EUROPE PRODUCED THE greatest comeback in Ryder Cup history to reel in the United States and retain the trophy at Medinah Country Club on Sunday.
Trailing by 10-6 going into the closing 12 singles, Jose Maria Olazabal’s men thrillingly won the first five matches out and went on to make sure of victory when Martin Kaymer defeated Steve Stricker 1 up in the penultimate match.
The German clinched it with a six-foot putt at the last.
That gave the Europeans the 14 points they needed to make sure of keeping the small, golden trophy for another two years and then Tiger Woods missed a four-footer at 18 to hand overall victory to Europe 14 1/2 to 13 1/2.
“I’m so, so happy,” Kaymer said. “17 and 18 were not perfect putts. On 18 I just wanted to get it in but it was too hard.
“I’m so happy for José because I know how much he wanted it. I just thought,on 18, just don’t do it like (Bernhard Langer) and I’m so happy I did.”
Olazabal added: “When I saw that we had a chance this afternoon, coming down the stretch, I was very emotional. The boys have done an unbelievable job.
I had a few words for Seve and this one is for him… When you see these guys giving their hearts to the cause, they are ready to sacrifice themselves for the team.
“It is incredible. The guys did an unbelievable job – maybe they knew how much it meant to me. They just believed in themselves and that is why we are here as winners.”
The Americans had started the 12 closing singles 10-6 ahead and needing just 4 1/2 points to win the cup for just the second time in the last decade, the other time being at Valhalla, Kentucky four years ago.
They got to that position by dominating the foursomes and fourballs play on Friday and Saturday, taking two sessions 3-1 and splitting the two others 2-2.
Jose Maria Olazabal’s team were left with the mammoth task of winning eight out of the 12 singles to put the overall match score at 14-14, thus ensuring Europe retained the cup as holders.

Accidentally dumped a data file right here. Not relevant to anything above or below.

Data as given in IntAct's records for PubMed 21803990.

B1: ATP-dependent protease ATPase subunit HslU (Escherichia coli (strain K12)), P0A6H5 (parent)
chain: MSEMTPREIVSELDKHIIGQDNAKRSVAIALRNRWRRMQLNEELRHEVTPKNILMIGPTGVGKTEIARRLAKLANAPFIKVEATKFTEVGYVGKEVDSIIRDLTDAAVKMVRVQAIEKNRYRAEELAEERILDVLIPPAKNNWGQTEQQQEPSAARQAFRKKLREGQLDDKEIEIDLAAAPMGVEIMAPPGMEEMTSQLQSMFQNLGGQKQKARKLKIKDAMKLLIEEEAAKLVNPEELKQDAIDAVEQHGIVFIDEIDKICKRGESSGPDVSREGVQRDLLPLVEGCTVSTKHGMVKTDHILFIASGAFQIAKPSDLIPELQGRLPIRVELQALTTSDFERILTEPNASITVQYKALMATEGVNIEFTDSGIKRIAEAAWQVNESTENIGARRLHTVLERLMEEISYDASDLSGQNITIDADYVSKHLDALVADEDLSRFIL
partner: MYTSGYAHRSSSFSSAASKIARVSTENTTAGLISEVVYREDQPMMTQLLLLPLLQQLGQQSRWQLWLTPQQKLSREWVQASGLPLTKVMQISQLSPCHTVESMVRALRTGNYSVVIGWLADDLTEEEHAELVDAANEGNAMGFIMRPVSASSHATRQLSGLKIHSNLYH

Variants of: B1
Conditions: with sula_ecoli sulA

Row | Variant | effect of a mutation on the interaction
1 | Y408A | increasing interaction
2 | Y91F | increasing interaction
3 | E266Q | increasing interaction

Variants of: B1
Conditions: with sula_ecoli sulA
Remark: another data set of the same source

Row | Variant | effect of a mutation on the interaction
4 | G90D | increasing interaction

No European side had ever managed to comeback from 6-10 down in the Ryder Cup and no US team had ever lost more than a two-point advantage on the final day since the competition began in 1927.
Olazabal loaded his top guns at the start of the singles slate and there was some early momentum as Luke Donald quickly went 2 up on Bubba Watson in the lead match and Europe were ahead in three of the first five matchups with one all-square.
But gradually the US team settled in with some strong middle-order players and it became increasingly clear how huge the task on hand was for the Europeans.
First point home was a blue one as Donald led from start to finish to see off crowd-pleaser Bubba Watson 2 and 1.
The Englishman was four up with five to play, but missed a four-footer to win on the 14th. Watson took the 15th and then chipped in to nick the 16th before Donald clinched it with a superb bunker shot at 17.
Then Paul Lawrie, Europe’s oldest player, pulled off an upset by trouncing Tour Championship winner Brandt Snedeker 5 and 3.
And when world No.1 Rory McIlroy, who nearly missed his tee-time due to a mixup over time zones, completed a 2 and 1 win over the previously unbeaten Keegan Bradley, and Ian Poulter finished a perfect 4-0 by defeating Webb Simpson 2 up, the overall match was tied at 10-10.
Dustin Johnson beat Nicolas Colsaerts 3 and 2 to put the Americans back ahead only for Justin Rose to win the last two holes with monster putts to defeat Phil Mickelson 1 up.
Zach Johnson edged Graeme McDowell 2 and 1, but Sergio Garcia won the last two holes to stun Jim Furyk and Lee Westwood completed a 3 and 2 win over Matt Kuchar to make it Europe 13 United States 12.
Jason Dufner defeated Peter Hanson 2 up and it was level at 13-13.
It all came down to the last two matches and they were both all square.
Woods moved one up on Molinari but Kaymer took the 17th against Steve Stricker and he sunk a nerve-jangling six footer at the last to ensure Europe had the 14 points they needed.